Some things never change

July 1, 2002
One thing has remained the same throughout my career, remarks Howard Yurgevich. Everyone keeps wanting trailers that are lighter weight, higher cube, more reliable and less expensive than the ones they have. What is probably different, though, he continues, is that trailer makers today spend more time listening to what the customer needs and will tailor a vehicle more closely than ever to their operation.

One thing has remained the same throughout my career,” remarks Howard Yurgevich. “Everyone keeps wanting trailers that are lighter weight, higher cube, more reliable and less expensive than the ones they have.

“What is probably different, though,” he continues, “is that trailer makers today spend more time listening to what the customer needs and will tailor a vehicle more closely than ever to their operation. And by looking directly at the customer, we become more innovative.”

Yurgevich notes he has been with Hyundai Translead, the San Diego-based trailer/container/chassis arm of Korea's Hyundai industrial powerhouse, since it began building on-highway trailers in its Tijuana, Mexico, plant for the North American market.

According to Yurgevich, what happens on the factory floor is crucial to quality. “We are very proud our plant has received ISO 9002 designation as well as Dept. of Defense approval to serve as a U.S. military supplier,” he points out. “A lot of customers don't believe what they see when they visit. We do a lot of things to make it easier for our workers to do their jobs better. These include furnishing transportation to and from work, a hot meal at lunch, on-site medical care, even a soccer field.”

While he believes it takes quality workers to produce quality trailers, Yurgevich doesn't discount engineering's crucial role. For example, on the durability front, a recent innovation he's excited about is the hot-dip galvanizing process Hyundai now uses as a standard practice for rear-frame components.

“This lets stainless steel become an option,” he explains. “Hot-dip galvanizing is less expensive than stainless steel but far more durable than painting rear-frame components. Hot-dipping them as an assembly will protect them from corrosion for 15 to 20 years.”

Yurgevich is very enthusiastic about a pair of innovative van trailers rolled out recently by Hyundai. The newest is an aluminum-plate model that boasts improvements aimed at reducing maintenance costs. “The design cuts the cost of replacing a damaged panel in half,” he points out. “It allows mixing and matching replacement panels of various thicknesses.”

As for why fleets would opt for more expensive aluminum trailers, Yurgevich contends that aluminum offers both durability and residual value. “Sometimes,” he remarks, “an old aluminum trailer is worth more just for its scrap value.”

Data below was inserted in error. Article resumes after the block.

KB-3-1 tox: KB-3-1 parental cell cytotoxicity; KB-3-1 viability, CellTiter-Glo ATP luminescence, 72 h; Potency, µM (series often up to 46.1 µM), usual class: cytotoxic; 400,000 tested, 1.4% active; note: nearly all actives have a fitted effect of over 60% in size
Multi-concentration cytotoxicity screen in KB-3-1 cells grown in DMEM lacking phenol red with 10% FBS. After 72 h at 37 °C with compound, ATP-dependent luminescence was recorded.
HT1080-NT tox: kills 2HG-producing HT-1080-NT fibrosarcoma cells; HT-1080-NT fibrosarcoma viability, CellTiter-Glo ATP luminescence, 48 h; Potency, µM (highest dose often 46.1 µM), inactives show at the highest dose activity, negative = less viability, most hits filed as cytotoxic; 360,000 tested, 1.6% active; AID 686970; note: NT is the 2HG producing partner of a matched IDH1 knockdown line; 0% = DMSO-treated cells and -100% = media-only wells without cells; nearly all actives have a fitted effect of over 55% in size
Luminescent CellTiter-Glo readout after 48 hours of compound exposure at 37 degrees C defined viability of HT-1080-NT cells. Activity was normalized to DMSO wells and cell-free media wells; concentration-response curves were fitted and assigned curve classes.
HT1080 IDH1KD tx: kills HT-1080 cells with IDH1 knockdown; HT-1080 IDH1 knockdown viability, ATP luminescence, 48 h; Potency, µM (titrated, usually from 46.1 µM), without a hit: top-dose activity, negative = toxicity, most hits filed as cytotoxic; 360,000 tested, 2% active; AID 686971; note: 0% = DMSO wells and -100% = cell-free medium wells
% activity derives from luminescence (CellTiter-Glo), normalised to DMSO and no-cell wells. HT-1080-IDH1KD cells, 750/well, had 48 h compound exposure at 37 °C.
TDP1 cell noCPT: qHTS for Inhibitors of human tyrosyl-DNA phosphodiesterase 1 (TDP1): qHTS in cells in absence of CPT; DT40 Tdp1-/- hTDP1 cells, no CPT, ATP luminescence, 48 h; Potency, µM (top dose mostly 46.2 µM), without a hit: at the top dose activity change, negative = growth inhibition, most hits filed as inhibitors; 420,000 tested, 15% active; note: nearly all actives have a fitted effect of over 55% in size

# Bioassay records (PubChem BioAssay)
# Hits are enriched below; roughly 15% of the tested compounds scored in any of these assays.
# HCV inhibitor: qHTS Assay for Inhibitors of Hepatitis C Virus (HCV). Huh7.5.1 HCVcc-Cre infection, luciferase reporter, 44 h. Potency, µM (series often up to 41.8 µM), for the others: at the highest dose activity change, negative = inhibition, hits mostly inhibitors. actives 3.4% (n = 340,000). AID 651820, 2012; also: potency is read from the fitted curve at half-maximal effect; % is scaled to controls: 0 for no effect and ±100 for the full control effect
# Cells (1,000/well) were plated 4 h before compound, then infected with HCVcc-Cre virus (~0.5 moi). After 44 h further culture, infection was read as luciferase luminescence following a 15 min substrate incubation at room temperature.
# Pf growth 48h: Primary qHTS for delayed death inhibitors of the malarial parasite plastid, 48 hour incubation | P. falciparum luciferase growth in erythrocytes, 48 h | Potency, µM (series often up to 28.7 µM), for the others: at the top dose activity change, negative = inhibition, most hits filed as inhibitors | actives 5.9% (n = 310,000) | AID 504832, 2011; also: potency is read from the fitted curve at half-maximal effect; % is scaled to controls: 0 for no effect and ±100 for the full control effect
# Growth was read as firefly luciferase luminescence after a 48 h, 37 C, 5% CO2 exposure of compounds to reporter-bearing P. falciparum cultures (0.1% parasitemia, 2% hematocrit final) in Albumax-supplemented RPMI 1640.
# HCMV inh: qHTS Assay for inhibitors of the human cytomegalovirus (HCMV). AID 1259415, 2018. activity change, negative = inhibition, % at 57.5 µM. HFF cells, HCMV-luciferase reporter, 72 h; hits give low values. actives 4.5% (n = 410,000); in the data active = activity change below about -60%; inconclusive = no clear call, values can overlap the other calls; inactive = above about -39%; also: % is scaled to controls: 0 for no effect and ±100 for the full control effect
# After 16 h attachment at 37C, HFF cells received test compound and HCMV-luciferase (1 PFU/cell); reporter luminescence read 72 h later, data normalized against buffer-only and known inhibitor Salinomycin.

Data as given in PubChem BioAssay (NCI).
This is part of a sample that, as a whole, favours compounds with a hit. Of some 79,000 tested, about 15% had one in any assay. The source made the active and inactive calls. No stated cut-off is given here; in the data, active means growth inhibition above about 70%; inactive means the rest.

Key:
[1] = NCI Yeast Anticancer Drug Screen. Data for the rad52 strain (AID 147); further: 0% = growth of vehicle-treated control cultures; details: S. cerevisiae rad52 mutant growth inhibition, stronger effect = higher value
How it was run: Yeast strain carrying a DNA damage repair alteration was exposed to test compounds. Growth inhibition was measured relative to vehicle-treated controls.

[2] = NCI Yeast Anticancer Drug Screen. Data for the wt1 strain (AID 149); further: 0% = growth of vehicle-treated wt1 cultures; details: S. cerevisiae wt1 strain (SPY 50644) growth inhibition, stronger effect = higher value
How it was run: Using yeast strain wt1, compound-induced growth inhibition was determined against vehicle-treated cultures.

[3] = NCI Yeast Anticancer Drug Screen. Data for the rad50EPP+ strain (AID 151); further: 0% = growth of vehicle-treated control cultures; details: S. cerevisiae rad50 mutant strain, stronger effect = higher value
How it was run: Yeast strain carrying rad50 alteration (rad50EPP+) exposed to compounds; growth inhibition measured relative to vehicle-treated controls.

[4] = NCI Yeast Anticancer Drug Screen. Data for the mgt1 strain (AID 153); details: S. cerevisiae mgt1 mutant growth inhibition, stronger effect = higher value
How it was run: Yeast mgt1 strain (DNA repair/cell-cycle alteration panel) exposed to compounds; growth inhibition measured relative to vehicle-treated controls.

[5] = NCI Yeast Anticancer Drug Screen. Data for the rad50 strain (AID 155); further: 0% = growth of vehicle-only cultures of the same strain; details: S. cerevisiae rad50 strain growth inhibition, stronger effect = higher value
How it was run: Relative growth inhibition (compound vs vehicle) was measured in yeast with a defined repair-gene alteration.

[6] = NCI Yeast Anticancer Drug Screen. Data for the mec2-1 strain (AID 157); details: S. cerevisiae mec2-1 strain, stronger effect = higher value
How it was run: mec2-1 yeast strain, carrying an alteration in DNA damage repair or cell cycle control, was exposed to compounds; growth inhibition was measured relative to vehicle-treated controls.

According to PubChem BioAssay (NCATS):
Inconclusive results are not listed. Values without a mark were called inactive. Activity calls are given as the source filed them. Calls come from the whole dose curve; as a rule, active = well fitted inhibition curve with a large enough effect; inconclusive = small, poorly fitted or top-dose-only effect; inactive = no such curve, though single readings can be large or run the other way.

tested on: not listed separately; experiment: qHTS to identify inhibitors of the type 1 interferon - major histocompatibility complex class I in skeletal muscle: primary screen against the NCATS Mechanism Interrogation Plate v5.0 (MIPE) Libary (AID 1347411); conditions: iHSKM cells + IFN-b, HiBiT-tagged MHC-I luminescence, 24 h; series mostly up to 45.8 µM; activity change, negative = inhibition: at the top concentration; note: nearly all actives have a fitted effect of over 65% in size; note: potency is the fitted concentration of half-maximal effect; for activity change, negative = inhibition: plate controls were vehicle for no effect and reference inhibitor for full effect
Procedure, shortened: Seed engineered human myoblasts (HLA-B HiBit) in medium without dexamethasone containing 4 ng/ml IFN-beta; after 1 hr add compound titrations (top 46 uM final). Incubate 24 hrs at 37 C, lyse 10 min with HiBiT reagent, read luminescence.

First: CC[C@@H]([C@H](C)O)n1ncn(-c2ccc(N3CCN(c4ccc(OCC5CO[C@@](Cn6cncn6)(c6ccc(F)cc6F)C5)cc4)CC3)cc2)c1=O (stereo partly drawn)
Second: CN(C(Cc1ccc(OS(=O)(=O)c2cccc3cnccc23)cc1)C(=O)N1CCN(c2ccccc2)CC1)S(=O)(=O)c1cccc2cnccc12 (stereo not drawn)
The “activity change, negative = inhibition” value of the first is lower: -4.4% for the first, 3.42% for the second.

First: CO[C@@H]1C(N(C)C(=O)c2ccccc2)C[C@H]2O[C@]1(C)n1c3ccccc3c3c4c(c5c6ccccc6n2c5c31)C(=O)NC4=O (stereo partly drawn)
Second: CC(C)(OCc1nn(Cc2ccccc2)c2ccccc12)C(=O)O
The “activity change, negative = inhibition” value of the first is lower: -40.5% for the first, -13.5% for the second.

When it comes to sheet-and-post vans, which Yurgevich calls “more conventional than plates,” he says Hyundai has been working hard to make them bigger on the inside, yet as durable as possible.

The latest iteration of this theme is Hyundai's HY-Cube 101, which delivers a 101-in. lining-to-lining inside width. Yurgevich explains this was achieved by reducing the depth of the trailer's 14-gauge logistics uprights to 0.45 of an inch.

“The development of shallower posts for the HY-Cube,” he relates, “allows us to provide greater width for more cube at a lower price, while the plastic lining reduces the potential for interior damage.”

As for one of today's most-pressing trailer issues — security — Yurgevich says Hyundai stands ready to assist its customers by installing electronic tracking devices provided by other suppliers as requested.

“We are also looking into making our doors more secure, as well as other, better ways of locking them more securely,” he advises. “A very security-conscious fleet might even consider a double-door system using hidden locks. But the biggest problem will remain the added cost of such security measures.”

Yurgevich figures what many fleets will want is a device that is “transferable among different vehicles so it will only be placed on the load that needs protecting.”

Name: Howard Yurgevich, vice president of engineering, Hyundai Translead, San Diego, CA.

Background: Yurgevich holds a degree in mechanical engineering from Drexel University in Philadelphia. He began his 35-plus year career in trailer engineering with Strick and has also held engineering positions with other trailer makers. Yurgevich has also served in fleet management roles for both American President Lines and TIP. He joined Hyundai Translead as director of engineering in 1999 and was promoted to vp of engineering early last year.

Each month this column looks at emerging truck technology issues through the eyes of a leading engineer.

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